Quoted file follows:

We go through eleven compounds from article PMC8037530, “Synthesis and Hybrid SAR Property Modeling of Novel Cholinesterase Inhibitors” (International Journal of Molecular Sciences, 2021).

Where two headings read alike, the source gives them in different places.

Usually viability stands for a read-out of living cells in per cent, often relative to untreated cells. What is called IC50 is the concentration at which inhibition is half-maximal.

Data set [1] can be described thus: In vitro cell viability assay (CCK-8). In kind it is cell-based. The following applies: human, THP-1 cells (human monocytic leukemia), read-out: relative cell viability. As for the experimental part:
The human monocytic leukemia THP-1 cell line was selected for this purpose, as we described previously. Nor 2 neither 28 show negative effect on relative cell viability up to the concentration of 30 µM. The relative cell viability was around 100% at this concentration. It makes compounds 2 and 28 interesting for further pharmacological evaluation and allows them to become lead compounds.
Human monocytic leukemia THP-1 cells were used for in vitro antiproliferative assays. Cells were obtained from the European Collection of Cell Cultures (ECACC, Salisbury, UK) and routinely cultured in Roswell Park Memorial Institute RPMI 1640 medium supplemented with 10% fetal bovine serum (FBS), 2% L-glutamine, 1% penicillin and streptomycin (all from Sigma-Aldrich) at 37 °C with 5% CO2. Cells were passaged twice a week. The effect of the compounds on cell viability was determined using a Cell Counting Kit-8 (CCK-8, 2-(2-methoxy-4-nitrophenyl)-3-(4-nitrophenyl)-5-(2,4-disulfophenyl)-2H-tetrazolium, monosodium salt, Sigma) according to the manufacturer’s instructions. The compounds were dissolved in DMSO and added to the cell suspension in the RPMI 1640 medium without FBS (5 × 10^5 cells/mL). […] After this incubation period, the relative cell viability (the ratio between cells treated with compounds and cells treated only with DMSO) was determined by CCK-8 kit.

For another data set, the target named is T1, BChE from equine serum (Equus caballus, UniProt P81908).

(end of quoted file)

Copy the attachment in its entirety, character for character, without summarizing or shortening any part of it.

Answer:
We go through eleven compounds from article PMC8037530, “Synthesis and Hybrid SAR Property Modeling of Novel Cholinesterase Inhibitors” (International Journal of Molecular Sciences, 2021).

Where two headings read alike, the source gives them in different places.

Usually viability stands for a read-out of living cells in per cent, often relative to untreated cells. What is called IC50 is the concentration at which inhibition is half-maximal.

Data set [1] can be described thus: In vitro cell viability assay (CCK-8). In kind it is cell-based. The following applies: human, THP-1 cells (human monocytic leukemia), read-out: relative cell viability. As for the experimental part:
The human monocytic leukemia THP-1 cell line was selected for this purpose, as we described previously. Nor 2 neither 28 show negative effect on relative cell viability up to the concentration of 30 µM. The relative cell viability was around 100% at this concentration. It makes compounds 2 and 28 interesting for further pharmacological evaluation and allows them to become lead compounds.
Human monocytic leukemia THP-1 cells were used for in vitro antiproliferative assays. Cells were obtained from the European Collection of Cell Cultures (ECACC, Salisbury, UK) and routinely cultured in Roswell Park Memorial Institute RPMI 1640 medium supplemented with 10% fetal bovine serum (FBS), 2% L-glutamine, 1% penicillin and streptomycin (all from Sigma-Aldrich) at 37 °C with 5% CO2. Cells were passaged twice a week. The effect of the compounds on cell viability was determined using a Cell Counting Kit-8 (CCK-8, 2-(2-methoxy-4-nitrophenyl)-3-(4-nitrophenyl)-5-(2,4-disulfophenyl)-2H-tetrazolium, monosodium salt, Sigma) according to the manufacturer’s instructions. The compounds were dissolved in DMSO and added to the cell suspension in the RPMI 1640 medium without FBS (5 × 10^5 cells/mL). […] After this incubation period, the relative cell viability (the ratio between cells treated with compounds and cells treated only with DMSO) was determined by CCK-8 kit.

For another data set, the target named is T1, BChE from equine serum (Equus caballus, UniProt P81908).